With modern navigation devices and cellphone cover, it’s hard to imagine getting truly stranded by a stricken vehicle. That said, the best places to explore are usually the most remote and there’s always the chance an accident or mechanical failure could leave you marooned. By Chris Davies
So, what should you do in such a situation?
Hunt Cheney from B2BSurvival trains rangers and nature lovers in the skills required to survive in the back of beyond. Hunt offers these basic guidelines if you ever find yourself stuck.
To leave or not to leave?
Rescues in remote areas almost always use aircraft, and vehicles are far easier to spot from the air than people. Rescuers will also begin by searching known roads and man-made structures. Unless you know of certain help within walking distance, it’s generally better to stay put and wait, but if you do leave your vehicle, stick to roads as much as possible.
Think worse-case scenario from the start
Take stock of your supplies, especially water, and begin rationing immediately. Aim to stretch your supplies for a minimum of 4 days – and be disciplined. In hot environments, conserve water by staying out of the sun as much as possible and leave any heavy work to the cooler hours, or after dark.
Building a shelter
If possible, don’t use your vehicle as your primary shelter. A vehicle’s cab is made almost exclusively from metal and has very poor insulation. Instead, build your shelter around or underneath and think of your vehicle as a source of objects to be scavenged rather than a shelter in itself. Enlarging your vehicle’s footprint will also make it easier to spot.
Useful materials that can be scavenged from a vehicle
A vehicle’s roof lining makes an excellent bedroll. The better you sleep, the better you’ll perform in your compromised situation. Even if you have a mattress, an extra layer of ground insulation can make all the difference to your warmth and comfort. Floor mats and seat covers are also good options.
Detach the rear-view mirror. Use it for signalling, and also as an aid to viewing otherwise difficult-to-see places where you might have an injury – especially useful if you’re alone.
Music CDs are also great signalling devices. Face the sun and use the hole in the centre to sight the person or aeroplane you’re trying to attract. The flash can be seen up to 15km away.
Remove the wiper-fluid bottle. Use it for storing and carrying water. If you’re lucky, it may contain extra drinking water too.
Headlight globes can start fires. If you’re stuck, a headlight globe and battery can start a fire. Break the globe carefully, without damaging the filament, then place it directly inside your fire bundle with the filament touching the driest tinder. Connect the battery for a short flash of intense heat. A teaspoon of siphoned fuel will help get things going.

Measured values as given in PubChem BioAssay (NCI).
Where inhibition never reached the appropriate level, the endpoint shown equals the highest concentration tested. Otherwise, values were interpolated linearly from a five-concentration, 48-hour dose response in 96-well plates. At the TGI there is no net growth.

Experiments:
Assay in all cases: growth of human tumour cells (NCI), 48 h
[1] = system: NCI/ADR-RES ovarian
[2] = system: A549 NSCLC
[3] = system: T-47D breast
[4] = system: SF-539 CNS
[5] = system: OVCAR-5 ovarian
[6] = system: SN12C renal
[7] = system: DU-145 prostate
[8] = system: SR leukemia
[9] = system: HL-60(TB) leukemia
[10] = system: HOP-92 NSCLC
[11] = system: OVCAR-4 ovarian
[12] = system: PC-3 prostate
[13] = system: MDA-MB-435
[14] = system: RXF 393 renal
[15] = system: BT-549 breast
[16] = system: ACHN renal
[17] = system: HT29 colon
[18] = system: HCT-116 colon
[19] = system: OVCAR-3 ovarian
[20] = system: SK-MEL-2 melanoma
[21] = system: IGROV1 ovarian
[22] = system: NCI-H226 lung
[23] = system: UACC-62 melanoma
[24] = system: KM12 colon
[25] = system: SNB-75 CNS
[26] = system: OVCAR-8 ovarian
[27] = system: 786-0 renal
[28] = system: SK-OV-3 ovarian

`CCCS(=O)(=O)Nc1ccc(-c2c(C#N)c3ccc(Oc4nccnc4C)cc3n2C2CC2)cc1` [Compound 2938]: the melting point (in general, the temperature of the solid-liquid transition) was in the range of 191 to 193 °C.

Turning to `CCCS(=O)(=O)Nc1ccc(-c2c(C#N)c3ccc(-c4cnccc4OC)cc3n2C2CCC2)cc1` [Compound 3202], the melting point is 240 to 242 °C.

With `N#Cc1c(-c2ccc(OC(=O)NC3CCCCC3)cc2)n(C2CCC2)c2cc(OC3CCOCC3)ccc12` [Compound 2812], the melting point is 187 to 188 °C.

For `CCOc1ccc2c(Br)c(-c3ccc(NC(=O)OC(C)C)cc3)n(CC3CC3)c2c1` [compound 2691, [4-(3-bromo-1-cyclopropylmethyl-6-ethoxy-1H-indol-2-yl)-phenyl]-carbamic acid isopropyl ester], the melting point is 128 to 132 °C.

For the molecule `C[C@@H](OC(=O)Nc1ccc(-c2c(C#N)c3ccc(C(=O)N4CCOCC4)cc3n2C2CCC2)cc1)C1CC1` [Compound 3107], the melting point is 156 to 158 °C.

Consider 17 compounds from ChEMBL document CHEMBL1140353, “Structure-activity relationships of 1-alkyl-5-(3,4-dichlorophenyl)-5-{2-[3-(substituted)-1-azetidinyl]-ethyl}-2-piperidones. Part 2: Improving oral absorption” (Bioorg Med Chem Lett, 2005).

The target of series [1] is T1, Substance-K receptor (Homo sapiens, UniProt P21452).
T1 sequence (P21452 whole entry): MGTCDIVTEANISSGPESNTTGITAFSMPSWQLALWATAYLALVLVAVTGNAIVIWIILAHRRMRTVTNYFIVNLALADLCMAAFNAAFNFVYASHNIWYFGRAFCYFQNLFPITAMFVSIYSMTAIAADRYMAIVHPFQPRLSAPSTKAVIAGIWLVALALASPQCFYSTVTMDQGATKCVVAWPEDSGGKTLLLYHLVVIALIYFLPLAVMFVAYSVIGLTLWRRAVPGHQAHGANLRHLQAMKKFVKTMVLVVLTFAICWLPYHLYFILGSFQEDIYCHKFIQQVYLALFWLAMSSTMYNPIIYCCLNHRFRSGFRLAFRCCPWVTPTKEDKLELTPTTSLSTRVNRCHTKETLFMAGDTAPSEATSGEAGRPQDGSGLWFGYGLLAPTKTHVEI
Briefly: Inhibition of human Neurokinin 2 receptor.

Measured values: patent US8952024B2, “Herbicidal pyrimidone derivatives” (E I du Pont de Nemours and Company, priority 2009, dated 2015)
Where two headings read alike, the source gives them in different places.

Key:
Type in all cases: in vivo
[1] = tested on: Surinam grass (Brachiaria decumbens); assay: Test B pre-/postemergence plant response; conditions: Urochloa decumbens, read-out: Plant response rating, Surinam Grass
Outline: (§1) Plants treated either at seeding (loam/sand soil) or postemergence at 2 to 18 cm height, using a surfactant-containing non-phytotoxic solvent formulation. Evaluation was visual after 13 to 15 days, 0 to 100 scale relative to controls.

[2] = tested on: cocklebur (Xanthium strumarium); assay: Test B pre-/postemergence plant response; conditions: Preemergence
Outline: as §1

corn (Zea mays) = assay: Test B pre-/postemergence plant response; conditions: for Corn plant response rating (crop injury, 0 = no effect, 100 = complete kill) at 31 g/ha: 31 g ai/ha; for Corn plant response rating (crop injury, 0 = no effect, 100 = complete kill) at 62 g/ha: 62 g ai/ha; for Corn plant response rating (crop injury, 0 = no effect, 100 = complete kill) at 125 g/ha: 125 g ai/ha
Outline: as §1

Keep a basic survival kit in your vehicle
Knives, lighters and duct tape are standard for any trip, but can easily get lost or wet or run out unexpectedly. For emergencies, keep a small, dedicated kit, wrapped watertight, and stored securely.
Make sure you include…
A good knife. A full-tang knife with a 12cm blade is best, but a solid folding knife will also do. A knife is crucial to any survival situation.
Mylar (space) blankets. Aside from treating hypothermia, use them for insulating your cab or external shelter. They’re also good for collecting rainwater and act as a visual sign for searching aircraft.
Duct tape. An obvious inclusion, but importantly, choose a colour that contrasts with your vehicle. You can then also use it to write HELP/SOS on your roof and bonnet.
Pack of candles. For light, lighting damp wood and, when used inside a Mylar-insulated cab, drastically improving warmth.
Three lighters. They’re cheap, small and essential to easy fire starting. Keep a few just in case.
A small torch with extra batteries. Doing things in darkness is just much more difficult. A torch also will allow signalling for help at night.
These are just a few guidelines and items to consider should you ever find yourself stranded and facing what might become a real survival situation. Interested in more comprehensive survival training? Contact Hunt Cheney on +27 (0)82 323 8516 or send an email to firstname.lastname@example.org for more information about his beginner- to advanced-level courses across South Africa.
Play it safe with a satellite tracker
Tracks4Africa leases satellite units so that family at home can follow your journey. Click here to find out more.
The options listed above should be viewed as last resorts. It’s good to know that most roads and locations are visited by other tourists – with this in mind, staying put might be the best idea.
T4A’s apps and GPS maps include valuable information with emergency numbers and available lodging close to your location – provided you have cellphone coverage. “My golden rule is to travel with enough water and food to last at least a week. This gives you enough time to wait for help,” says T4A co-founder Johann Groenewald.